A commercial insurance policy is an insurance policy that is issued to cover many or all of the vehicles that are operated by a company’s employees for business purposes. Commercial motor vehicles are sometimes covered by commercial insurance policies. Commercial policies vary in many ways. Typically, commercial policies provide a million dollars in coverage or more for damages caused to others by the company employees in the regular course of doing business. Some policies are commercial general liability policies that specifically only cover others for damages caused by the employee. That is, if you are an employee of the company, the policy will not cover you for bodily injuries in an accident.
Some commercial insurance policies are “withering” policies. This means that the insurance limits include the cost of defending a claim. This if the limits are 1 million dollars, but the defense cost is 70,000.00 at the time settlement costs begin, then there is only $930,000.00 left in insurance proceeds to pay to the injured victims. This is important to know not only because the longer a case drags on, the more money you lose in coverage.
How is Insurance Coverage Affected if the Truck Driver is an Independent Contractor?
Coverage is not affected by a truck driver claiming to be an independent contractor. Under Federal Motor Carrier Safety Regulation, 49 C.F.R. § 390.5, a truck driver is considered an employee of the company for which he drives, regardless of what they call him. This is called being a ‘statutory employee.’
How Long Does a Lawsuit Take in an 18-Wheeler Case?
A lawsuit against a truck and/or trucking company arising from a commercial vehicle wreck can take a few months or it can extend out for several years depending upon factors such as:
- the complexity of the case,
- the degree of injuries involved,
- the number of potential parties, and;
- the judge and court assigned to the case.
Why Do Some Truck Lawsuits Take Years?
The reason some cases take longer than others and may even last several years is that many cases require extensive investigation, detailed expert analysis, and/or involve complex damages. In cases where liability is disputed, accident reconstruction experts may be called in to evaluate witness testimony, examine the scene, download the electronic data recorders, and potentially even reconstruct the accident using computer graphics. In cases where there are serious injuries, often life care planners are called in to review the reports and testimony of various doctors and medical professions to estimate the lifetime care costs for someone’s injuries. Additionally, economic experts are often called in to evaluate and calculate a value for the losses both in the past and the future. Coordinating the schedules of all of these persons and the lawyers involved can take time as well.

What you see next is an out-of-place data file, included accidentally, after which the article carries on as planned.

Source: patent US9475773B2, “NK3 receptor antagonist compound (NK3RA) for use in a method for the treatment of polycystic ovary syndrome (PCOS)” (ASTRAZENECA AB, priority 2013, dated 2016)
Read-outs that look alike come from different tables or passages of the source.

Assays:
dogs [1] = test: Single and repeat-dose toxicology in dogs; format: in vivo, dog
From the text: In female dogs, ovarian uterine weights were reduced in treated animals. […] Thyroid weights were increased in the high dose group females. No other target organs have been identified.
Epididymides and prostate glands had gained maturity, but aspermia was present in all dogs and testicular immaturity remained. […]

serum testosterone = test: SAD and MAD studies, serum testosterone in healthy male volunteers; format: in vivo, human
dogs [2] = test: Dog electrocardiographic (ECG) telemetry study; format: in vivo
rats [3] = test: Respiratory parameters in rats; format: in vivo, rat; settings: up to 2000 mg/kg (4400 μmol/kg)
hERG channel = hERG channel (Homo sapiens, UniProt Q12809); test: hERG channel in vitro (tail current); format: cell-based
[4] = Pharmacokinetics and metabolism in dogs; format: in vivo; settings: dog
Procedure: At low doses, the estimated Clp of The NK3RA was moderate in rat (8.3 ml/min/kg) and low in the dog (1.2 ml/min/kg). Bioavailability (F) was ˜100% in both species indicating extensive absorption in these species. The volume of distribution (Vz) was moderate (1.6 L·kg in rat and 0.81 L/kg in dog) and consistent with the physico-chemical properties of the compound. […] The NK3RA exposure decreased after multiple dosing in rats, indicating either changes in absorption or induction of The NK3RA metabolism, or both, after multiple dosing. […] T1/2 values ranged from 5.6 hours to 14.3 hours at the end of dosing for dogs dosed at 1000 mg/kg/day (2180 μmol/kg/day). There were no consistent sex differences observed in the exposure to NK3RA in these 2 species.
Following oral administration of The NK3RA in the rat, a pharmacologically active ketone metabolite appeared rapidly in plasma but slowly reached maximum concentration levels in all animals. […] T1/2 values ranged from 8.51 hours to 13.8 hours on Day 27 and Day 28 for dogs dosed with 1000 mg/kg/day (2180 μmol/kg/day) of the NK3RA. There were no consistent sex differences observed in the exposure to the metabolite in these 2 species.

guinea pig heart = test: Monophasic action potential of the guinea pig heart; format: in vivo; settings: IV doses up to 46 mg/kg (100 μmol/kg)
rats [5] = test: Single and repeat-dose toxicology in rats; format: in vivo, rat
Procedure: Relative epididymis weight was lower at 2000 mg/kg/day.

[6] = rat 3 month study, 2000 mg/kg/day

Who Pays the Settlement or Judgment?
Usually, the insurance company for the trucking company pays the judgment or settlement. If a judgment exceeds the insureds policy limits, the trucking company may have to pick up the rest of the debt. Who pays a settlement or judgment on behalf of the truck driver and or trucking company may also depend upon with the truck was hauling intrastate vs interstate. Interstate truck drivers are required to carry a minimum of $750,000.00 in commercial motor vehicle insurance coverage for non-hazardous loads. Hazardous loads are required to carry 5 million in coverage. Intrastate vehicles are regulated by state law. If you are in a state with low minimums, you could have no choice but to pursue the trucking company itself to pay the claim.
What Does it Cost to Speak to an 18 Wheeler Accident Attorney?
Many 18-wheeler accident attorneys charge absolutely nothing for a consultation. We offer free consultations on truck accident cases. If we take your case, we work on a contingency fee basis. This means you only pay us if we make a recovery in your case.
Should I Speak to the Trucking Company After a Wreck?
You would be wise to seek the advice of an 18 wheeler accident attorney with your interests in mind before speaking to the trucking company. Your attorney will likely advise you not to speak to them at all. This is because risk managers for large commercial truck operations are highly skilled in tricking and trapping people into saying things that hurt their case. Their job is not to help you, it is to protect the company. Speak to someone who is on your side by hiring an experienced truck accident lawyer.
Can I Sue if I am Partially at Fault?
The answer to this question depends upon where the wreck happened, where you have a right to bring a claim, and what laws apply to those jurisdictions. If you are in Texas, we go by comparative negligence. This means that the injured victim must not be found to be over 50% at fault for the collision to be able to make a recovery. Thus, being 50% at fault or less does not bar recovery in Texas as well as other comparative negligence states. In contributory negligence states, the plaintiff cannot be any percent at fault. You should discuss the comparative/contributory negligence laws with an 18-wheeler accident attorney before filing a lawsuit if you are unsure of what laws apply.
How are Truck Accidents Investigated by an Attorney?